Minister says cost of ignoring climate change could be 'catastrophic'

Minister says cost of ignoring climate change could be 'catastrophic'

Digital Desk Staff

Updated at 11:45

Minister for the Environment, Climate and Communications Eamon Ryan has warned that the cost of ignoring climate change would be “catastrophic.”

Speaking on Newstalk Breakfast, Mr Ryan said there was now “no doubt” and “no debating” that human-driven climate change was happening right in front of us.


“We have to remember what the science is saying - the cost of ignoring climate change is catastrophic.”

On RTÉ radio’s Morning Ireland, the Minister said that the consequences of failing to bring Ireland's carbon emissions down would be “beyond compare.” There was a need to move quickly because “the window for action is closing”.

The minister was speaking on both radio stations prior to the publication of a new UN report which states humans are causing climate change. For Ireland, the first key thing that needed to be done was to stop using fossil fuels.

Reducing emissions

Reducing the use of nitrogen-based fertilisers would help reduce carbon emissions in farming, he said, adding that farmers would be paid to move towards a different grass system. These would reduce emissions and result in a better outcome for farmers.


Farmers were the frontline of the climate response, he said, as they would manage the climate change that is to come, and also change the way land was monitored in order to reduce emissions, restore biodiversity and lower pollution at the same time.

Mr Ryan added: “Doing nothing is not an option. The science is ever clearer and unequivocal. It's our future we are talking about.

“For too long it has been about 'oh, well, maybe', but today's report will show that the science is unequivocal and the cost of inaction is far greater than the cost of any action”.

The report from the UN’s Intergovernmental Panel on Climate Change (IPCC), published today, is the first part of a review of scientific knowledge about how the world is warming due to human activity.

Human influence


It is the first such global assessment since 2013, when scientists found that global warming was “unequivocal” and human influence on the climate was clear, with the majority of warming since the 1950s extremely likely to be down to human activity.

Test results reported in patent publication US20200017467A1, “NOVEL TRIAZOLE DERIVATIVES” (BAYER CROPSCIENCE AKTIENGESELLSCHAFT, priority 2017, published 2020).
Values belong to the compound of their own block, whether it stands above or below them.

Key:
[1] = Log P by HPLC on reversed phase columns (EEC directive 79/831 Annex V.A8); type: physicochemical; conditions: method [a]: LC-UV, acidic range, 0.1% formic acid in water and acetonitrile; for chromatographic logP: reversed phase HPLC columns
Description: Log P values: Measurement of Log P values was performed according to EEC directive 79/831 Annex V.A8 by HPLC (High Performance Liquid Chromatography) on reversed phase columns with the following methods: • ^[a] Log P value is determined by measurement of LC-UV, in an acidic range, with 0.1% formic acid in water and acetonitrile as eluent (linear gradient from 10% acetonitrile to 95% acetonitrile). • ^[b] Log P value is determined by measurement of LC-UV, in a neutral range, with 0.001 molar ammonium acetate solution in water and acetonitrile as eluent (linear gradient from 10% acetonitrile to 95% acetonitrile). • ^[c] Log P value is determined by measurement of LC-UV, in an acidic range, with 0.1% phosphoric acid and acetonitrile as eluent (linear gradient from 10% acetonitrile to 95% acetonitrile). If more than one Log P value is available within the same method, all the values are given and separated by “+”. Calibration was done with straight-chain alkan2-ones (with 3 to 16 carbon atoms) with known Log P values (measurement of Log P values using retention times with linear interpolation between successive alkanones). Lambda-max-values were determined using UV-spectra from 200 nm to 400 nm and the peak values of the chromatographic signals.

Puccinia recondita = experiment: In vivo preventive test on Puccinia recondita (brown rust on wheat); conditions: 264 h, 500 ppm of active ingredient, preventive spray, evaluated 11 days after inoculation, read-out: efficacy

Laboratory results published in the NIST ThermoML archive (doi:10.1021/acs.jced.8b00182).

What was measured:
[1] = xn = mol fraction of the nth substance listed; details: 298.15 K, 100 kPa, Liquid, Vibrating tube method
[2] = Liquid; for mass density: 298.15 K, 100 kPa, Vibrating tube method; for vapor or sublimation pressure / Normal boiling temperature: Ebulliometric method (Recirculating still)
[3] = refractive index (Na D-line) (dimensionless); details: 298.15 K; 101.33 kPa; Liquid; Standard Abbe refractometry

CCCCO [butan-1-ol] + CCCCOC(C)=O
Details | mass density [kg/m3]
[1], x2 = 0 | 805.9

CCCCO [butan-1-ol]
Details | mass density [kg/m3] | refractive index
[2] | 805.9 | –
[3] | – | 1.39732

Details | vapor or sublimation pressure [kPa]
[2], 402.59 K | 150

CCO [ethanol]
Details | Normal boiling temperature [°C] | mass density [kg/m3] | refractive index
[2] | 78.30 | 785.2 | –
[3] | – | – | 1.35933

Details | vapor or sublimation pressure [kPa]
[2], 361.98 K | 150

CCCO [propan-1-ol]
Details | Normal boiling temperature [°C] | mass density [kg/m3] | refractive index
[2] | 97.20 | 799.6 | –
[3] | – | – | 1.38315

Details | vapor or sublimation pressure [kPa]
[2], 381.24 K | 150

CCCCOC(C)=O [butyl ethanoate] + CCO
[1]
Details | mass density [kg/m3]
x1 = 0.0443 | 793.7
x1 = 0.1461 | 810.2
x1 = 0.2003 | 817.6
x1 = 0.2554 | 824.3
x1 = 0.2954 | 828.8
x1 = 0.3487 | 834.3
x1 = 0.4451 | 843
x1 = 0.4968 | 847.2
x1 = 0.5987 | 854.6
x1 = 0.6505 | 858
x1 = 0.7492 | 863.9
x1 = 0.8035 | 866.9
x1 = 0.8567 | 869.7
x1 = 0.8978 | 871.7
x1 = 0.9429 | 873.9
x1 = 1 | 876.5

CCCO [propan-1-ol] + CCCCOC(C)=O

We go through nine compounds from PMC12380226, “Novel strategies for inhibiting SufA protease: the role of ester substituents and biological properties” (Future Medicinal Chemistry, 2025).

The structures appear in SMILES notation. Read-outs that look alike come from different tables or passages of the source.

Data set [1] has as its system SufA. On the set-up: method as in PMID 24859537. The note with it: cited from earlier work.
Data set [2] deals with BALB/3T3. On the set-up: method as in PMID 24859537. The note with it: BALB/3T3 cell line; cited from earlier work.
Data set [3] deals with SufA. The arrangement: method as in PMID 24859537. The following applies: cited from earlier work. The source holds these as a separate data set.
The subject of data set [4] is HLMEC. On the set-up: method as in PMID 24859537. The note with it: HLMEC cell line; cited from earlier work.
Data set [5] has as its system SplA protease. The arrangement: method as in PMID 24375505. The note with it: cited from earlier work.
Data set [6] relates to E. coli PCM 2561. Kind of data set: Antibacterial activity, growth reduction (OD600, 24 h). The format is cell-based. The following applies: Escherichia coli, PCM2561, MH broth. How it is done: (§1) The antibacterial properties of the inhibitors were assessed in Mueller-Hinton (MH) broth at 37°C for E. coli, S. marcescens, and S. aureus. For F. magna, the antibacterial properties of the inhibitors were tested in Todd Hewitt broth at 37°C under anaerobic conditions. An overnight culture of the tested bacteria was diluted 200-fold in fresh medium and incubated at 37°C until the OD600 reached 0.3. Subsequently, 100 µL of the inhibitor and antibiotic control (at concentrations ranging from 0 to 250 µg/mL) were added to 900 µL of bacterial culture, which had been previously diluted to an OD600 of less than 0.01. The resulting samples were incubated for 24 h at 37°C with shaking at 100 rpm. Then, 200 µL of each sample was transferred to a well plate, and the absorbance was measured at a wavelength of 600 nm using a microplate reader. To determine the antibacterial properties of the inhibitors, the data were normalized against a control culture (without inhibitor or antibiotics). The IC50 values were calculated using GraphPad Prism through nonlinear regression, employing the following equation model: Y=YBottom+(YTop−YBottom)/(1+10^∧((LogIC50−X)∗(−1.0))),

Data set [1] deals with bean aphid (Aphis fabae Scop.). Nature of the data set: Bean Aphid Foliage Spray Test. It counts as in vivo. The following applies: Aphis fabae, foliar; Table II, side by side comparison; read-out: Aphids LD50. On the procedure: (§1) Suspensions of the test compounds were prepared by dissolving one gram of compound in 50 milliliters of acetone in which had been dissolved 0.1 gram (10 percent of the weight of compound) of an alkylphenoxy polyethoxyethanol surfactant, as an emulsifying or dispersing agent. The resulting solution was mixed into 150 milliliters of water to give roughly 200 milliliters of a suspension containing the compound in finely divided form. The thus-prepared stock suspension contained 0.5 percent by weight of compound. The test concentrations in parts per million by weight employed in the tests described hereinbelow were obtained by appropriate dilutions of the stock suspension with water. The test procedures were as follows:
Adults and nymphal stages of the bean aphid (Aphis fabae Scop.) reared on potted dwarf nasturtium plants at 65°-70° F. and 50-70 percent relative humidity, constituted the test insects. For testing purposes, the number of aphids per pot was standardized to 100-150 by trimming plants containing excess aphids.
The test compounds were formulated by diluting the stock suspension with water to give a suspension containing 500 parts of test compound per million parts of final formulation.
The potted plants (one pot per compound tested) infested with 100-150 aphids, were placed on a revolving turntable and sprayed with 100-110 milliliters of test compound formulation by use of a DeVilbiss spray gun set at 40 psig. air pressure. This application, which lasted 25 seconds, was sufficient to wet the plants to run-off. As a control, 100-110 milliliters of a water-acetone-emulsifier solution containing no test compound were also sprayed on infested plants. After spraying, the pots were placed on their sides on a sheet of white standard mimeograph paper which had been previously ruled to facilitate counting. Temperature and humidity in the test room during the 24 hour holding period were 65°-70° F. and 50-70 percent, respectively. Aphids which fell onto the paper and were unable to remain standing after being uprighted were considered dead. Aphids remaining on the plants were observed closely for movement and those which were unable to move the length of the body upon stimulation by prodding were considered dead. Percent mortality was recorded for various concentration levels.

The high-level report authored by 234 experts suggests that some level of climate change is now irreversible, and that extreme weather events are linked to climate change.

It also comes with stark warnings about the effect climate change will have on Ireland.

The message in the latest report is even stronger, with warnings of how soon global temperatures could rise 1.5 degrees above pre-industrial levels — a limit that countries have pledged to try to avoid breaching because of the dangerous consequences for humanity.


Climate expert Professor John Sodeau, Emeritus Professor of Chemistry in UCC, told the Irish Examiner that the warnings in the report show the need for “real change" in how people live day-to-day.

“Whatever way you look at it, whatever things we've gotten used to — an increasing dairy herd, cheap and frequent air travel — we know the consequences of these things and we have to decide if we can sustain them," he said.

We have been too complacent, and the price will be paid by today's children.

Research conducted by mapping and data consultants last year indicated that more than 62,000 Irish homes are at risk from coastal flooding by 2050 due to climate change, with Dublin, Louth, Clare, Limerick, and Galway considered the most at risk.

More than 21,000 homes and almost 2,000 businesses are at risk in the capital alone.

The report also comes in the wake of a record-breaking heatwave in Ireland, where overnight temperatures did not drop below 20C in some parts of the country, and other areas recorded daytime highs in excess of 30C. Heavy rains and long cold snaps have also become more frequent.

Green Party leader in the Seanad, Pauline O'Reilly, said that the report will show that Ireland will not escape the consequences of climate change.

Additional reporting by Vivienne Clarke